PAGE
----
A room of nearly 50 students at the University of Melbourne stood cracking jokes as they watched the electoral votes for President-Elect Donald Trump pile up Tuesday. But for Dara Storer ’18, who has studied there this semester and was one of few Americans in the room, the results of the presidential election were not just some far-off joke — they spelled the future of a homeland she has felt slipping farther and farther away.
“It’s a lot easier for international kids to laugh off the election,” she said. “It felt like I was about to cry. It was isolating.”
For students studying abroad, watching the election unfold from over a thousand miles away without the comfort of fellow Americans has been an alienating experience. Many find themselves receiving dozens of questions from non-American friends, having to explain the unexpected choice of a country whose reputation has dissolved in the eyes of many foreigners.
A mirror image
Trump’s victory follows a more widespread trend of recent successes for right-wing campaigns rooted in xenophobia and anti-immigrant sentiments, many of which Brown students have encountered abroad.
In the United Kingdom, Carol Shi ’18 watched CNN alongside Brits starting in the early afternoon local time Tuesday. The situation felt all too familiar to Brighton locals, who had watched their own country vote to leave the European Union just months before. Shi said her British companions identified parallels between Trump’s candidacy and Brexit. Both drew strength from older, conservative voters, who found themselves at odds with minorities and young people.
And that’s exactly what happened: 37 percent of voters between 18 and 29 voted for Trump, while among the nation’s most reliable group of voters, those 65 and over, 53 percent voted for him. With Brexit, 19 percent of those between 18 and 24 supported a British exit from the European Union, while 59 percent of pensioners wanted the country to leave, according to TIME Magazine.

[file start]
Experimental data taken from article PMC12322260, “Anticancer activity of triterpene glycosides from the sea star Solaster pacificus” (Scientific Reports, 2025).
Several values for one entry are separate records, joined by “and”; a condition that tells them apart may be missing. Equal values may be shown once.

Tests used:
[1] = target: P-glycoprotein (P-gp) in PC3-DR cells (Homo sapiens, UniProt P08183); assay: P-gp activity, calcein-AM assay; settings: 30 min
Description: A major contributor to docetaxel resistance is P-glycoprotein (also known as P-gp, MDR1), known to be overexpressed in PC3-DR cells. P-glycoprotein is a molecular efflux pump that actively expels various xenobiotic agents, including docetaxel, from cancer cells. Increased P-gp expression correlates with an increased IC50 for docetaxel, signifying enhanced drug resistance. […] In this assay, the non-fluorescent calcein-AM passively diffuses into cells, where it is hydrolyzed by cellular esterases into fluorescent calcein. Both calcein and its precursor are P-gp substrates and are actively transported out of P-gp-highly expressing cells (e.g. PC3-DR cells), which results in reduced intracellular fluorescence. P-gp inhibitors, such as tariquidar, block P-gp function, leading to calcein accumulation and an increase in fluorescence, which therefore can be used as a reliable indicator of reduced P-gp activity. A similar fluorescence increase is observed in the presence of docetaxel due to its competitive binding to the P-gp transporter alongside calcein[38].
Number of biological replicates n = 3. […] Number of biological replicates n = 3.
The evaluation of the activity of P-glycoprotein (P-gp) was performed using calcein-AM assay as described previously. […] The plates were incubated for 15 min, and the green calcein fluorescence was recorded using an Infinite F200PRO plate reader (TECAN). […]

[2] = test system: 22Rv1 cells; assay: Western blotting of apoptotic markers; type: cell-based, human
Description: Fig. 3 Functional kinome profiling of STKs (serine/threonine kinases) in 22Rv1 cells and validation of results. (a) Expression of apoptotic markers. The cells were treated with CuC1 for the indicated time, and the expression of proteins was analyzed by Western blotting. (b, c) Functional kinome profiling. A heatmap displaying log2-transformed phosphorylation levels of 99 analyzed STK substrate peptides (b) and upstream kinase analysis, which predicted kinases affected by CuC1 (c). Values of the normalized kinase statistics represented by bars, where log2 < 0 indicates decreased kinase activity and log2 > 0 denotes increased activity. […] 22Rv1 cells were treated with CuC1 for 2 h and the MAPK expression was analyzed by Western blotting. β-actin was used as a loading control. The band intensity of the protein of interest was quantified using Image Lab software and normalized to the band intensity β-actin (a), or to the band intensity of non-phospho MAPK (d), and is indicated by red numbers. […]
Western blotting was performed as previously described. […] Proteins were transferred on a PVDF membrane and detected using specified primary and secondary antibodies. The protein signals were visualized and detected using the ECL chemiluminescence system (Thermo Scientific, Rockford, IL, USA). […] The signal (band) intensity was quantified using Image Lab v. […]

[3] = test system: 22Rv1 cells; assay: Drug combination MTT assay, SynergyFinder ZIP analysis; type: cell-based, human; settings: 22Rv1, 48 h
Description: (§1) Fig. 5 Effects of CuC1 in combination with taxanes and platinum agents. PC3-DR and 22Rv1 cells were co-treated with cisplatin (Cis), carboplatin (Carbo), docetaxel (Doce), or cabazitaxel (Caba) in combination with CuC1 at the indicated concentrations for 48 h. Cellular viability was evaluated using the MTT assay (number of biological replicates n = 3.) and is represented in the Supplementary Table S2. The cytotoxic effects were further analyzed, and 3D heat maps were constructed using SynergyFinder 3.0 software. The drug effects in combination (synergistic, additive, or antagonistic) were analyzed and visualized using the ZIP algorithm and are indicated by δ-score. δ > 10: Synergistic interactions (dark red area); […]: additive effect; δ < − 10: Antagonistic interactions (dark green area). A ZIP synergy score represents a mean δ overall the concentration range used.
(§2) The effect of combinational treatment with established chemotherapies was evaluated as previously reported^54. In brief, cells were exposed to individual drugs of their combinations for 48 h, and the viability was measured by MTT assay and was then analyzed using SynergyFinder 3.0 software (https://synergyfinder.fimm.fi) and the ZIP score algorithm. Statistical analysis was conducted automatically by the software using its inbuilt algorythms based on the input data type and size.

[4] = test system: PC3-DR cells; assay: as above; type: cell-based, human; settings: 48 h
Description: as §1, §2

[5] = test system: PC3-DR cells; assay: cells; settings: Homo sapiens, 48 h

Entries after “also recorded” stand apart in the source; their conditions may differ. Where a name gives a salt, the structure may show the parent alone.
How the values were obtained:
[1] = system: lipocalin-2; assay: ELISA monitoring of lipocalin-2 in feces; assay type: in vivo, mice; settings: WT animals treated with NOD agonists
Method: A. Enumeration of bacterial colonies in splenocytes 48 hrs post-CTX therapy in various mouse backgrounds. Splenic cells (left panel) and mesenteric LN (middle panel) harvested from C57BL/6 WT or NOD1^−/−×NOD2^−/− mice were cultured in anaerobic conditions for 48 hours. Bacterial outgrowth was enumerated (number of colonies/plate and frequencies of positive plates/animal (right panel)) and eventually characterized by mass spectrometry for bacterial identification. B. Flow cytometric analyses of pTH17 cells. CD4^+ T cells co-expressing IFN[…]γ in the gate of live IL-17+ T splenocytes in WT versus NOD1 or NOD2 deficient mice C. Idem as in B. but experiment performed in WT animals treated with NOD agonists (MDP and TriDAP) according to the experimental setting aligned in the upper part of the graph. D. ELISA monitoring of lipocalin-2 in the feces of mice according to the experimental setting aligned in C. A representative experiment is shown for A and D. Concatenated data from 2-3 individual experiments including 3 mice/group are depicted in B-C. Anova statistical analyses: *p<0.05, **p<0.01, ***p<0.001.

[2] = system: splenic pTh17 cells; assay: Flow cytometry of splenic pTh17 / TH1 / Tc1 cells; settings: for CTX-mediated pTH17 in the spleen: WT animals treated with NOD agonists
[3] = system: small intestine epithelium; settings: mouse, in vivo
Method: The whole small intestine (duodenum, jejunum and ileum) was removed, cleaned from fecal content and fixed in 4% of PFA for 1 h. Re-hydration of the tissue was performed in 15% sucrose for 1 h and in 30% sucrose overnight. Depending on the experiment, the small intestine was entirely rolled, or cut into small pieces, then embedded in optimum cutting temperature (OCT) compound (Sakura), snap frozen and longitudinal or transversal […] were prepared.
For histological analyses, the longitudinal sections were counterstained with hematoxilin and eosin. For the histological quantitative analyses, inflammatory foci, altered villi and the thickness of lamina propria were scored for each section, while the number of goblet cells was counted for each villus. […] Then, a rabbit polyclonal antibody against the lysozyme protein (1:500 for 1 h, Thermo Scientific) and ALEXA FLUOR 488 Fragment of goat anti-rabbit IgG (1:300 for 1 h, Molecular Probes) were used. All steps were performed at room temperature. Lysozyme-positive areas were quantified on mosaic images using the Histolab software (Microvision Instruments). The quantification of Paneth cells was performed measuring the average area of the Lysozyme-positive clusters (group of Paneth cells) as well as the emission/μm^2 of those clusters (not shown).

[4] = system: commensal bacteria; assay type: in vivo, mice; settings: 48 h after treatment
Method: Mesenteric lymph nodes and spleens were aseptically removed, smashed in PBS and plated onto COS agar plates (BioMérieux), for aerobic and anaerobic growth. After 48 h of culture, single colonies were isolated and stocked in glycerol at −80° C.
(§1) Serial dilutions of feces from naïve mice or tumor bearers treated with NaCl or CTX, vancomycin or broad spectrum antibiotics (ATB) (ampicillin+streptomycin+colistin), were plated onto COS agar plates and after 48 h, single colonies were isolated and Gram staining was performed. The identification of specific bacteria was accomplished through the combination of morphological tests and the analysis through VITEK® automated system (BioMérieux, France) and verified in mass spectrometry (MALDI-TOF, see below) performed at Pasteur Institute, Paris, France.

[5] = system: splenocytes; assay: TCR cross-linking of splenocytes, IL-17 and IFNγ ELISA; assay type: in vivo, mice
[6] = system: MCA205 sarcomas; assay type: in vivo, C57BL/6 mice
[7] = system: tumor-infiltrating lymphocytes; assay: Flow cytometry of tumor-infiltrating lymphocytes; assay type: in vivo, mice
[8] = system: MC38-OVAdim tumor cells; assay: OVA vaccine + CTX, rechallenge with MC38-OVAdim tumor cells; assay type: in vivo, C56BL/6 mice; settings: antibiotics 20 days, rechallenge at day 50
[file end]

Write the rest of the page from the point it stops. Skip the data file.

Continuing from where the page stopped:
Despite warning signs, the results still supplied a shock that hit home for students abroad around the world.
In Oxford, England, Kyoka Kosugi ’18 began the night watching the election results at a university bar with nearly 50 people, Americans and Brits, around her. When it seemed like the swing states would not be called until the early hours of the morning in Britain, Kosugi made a plan to leave and head to bed optimistic that her preferred candidate — former Democratic presidential nominee Hillary Clinton — would take the lead. But before she could leave, a Brit stopped her and told her that “one of the worst parts of Brexit was waking up and finding out about Brexit.” She resigned to stay up the entire night and watched as nearly every decisive state on the map turned red.
In France, Leah Steans-Gail ’18 opted for an early bedtime after a night of celebrating what she thought would be Clinton’s imminent victory. But when she woke up the next morning, the vote was all too different and reflected the presidential race she’d seen just getting off the ground in France. There, right-wing politician Marine Le Pen has run a campaign for president as leader of France’s National Front, a right-wing group with a strong anti-immigration stance that has been gaining popularity. Le Pen congratulated Trump Wednesday, hailing his victory as part of a “great movement across the world.”
Disconnects beyond borders
Just 10 hours after the final call, Kosugi said that British students had already stopped discussing the American election. “They’ve already accepted it.”
The same could be said for France. “A lot of responses I’ve seen have been a little glib, which is the opposite of Brown,” Steans-Gail said.